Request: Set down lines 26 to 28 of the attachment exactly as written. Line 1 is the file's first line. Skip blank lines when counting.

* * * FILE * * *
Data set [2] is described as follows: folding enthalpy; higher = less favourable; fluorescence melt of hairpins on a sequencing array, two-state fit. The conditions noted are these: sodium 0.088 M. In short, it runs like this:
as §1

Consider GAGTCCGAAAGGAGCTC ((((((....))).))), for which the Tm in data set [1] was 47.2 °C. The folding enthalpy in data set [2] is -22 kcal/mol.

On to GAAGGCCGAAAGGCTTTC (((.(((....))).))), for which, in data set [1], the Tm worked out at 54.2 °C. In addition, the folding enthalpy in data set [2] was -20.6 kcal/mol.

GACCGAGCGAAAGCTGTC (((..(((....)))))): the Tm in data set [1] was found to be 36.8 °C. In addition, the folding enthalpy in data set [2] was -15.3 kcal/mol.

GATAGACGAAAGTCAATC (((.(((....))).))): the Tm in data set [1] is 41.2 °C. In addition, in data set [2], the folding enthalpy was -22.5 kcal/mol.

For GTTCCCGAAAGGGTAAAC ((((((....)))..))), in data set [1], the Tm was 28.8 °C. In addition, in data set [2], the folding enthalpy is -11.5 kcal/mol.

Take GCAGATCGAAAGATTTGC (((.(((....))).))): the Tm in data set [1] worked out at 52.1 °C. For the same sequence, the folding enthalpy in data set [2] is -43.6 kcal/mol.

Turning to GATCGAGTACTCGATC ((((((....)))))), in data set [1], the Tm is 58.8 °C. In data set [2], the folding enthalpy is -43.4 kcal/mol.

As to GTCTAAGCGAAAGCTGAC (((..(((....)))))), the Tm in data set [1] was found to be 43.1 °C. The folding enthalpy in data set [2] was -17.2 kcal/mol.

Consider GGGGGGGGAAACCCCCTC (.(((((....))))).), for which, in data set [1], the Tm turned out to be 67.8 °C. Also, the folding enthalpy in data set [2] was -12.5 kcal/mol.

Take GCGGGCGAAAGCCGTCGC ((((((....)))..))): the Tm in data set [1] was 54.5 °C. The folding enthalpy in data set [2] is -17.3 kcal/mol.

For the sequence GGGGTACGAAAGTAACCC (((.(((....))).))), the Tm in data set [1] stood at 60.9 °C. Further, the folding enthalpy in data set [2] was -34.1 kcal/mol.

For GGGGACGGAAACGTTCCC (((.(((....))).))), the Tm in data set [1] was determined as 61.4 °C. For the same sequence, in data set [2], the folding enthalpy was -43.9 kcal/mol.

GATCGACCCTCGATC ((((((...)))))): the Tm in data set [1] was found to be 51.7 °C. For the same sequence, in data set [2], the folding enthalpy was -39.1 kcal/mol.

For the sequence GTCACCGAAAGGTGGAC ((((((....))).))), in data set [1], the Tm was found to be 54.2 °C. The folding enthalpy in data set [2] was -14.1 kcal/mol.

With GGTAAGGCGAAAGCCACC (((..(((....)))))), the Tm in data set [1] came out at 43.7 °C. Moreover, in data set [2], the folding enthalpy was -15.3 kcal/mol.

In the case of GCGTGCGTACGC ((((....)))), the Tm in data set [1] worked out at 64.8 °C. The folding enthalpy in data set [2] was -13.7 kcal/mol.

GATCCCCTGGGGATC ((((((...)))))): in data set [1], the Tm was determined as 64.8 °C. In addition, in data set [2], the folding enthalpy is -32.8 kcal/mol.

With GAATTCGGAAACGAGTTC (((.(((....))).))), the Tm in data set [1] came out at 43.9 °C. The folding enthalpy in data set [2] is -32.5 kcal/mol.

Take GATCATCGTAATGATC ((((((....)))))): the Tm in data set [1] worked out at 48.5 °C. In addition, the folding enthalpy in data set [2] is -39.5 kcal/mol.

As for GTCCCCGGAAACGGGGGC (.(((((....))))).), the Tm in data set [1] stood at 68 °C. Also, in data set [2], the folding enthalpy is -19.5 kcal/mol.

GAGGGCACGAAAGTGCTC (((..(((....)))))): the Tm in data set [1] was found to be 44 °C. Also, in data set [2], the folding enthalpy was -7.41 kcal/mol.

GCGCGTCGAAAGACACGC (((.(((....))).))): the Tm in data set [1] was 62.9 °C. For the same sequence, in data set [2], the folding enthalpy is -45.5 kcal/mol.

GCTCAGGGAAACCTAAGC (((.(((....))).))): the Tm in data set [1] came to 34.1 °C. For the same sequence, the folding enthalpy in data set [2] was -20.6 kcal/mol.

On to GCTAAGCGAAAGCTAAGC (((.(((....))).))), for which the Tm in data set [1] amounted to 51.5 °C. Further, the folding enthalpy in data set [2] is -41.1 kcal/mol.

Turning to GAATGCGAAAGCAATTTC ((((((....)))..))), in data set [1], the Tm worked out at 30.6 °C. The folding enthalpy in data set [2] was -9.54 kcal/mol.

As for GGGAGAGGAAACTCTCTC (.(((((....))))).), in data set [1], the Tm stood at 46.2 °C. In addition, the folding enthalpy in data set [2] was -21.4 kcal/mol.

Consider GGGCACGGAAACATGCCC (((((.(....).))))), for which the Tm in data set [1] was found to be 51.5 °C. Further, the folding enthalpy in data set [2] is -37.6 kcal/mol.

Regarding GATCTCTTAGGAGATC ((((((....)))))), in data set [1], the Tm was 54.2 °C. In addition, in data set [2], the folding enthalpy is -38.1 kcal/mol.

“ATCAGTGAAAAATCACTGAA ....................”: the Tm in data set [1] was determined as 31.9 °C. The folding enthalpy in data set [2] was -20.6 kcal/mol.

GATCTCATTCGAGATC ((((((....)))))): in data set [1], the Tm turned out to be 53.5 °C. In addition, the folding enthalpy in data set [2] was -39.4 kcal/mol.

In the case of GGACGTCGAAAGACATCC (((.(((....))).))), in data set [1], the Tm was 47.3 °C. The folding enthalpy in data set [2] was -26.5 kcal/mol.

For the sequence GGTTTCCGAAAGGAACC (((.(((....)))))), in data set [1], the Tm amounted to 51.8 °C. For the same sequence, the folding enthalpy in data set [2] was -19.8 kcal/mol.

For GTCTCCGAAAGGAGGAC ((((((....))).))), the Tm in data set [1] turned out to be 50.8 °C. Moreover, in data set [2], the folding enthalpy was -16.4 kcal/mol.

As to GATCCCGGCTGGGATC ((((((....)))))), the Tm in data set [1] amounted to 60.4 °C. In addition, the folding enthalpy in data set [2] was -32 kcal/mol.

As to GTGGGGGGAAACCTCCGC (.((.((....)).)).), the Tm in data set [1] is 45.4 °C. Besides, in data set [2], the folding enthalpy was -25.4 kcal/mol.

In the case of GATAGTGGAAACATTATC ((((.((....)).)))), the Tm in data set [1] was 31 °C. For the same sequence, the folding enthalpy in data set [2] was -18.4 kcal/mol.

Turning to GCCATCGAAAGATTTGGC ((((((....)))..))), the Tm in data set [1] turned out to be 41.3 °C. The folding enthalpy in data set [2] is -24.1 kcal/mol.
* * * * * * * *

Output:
On to GCTAAGCGAAAGCTAAGC (((.(((....))).))), for which the Tm in data set [1] amounted to 51.5 °C. Further, the folding enthalpy in data set [2] is -41.1 kcal/mol.

Turning to GAATGCGAAAGCAATTTC ((((((....)))..))), in data set [1], the Tm worked out at 30.6 °C. The folding enthalpy in data set [2] was -9.54 kcal/mol.

As for GGGAGAGGAAACTCTCTC (.(((((....))))).), in data set [1], the Tm stood at 46.2 °C. In addition, the folding enthalpy in data set [2] was -21.4 kcal/mol.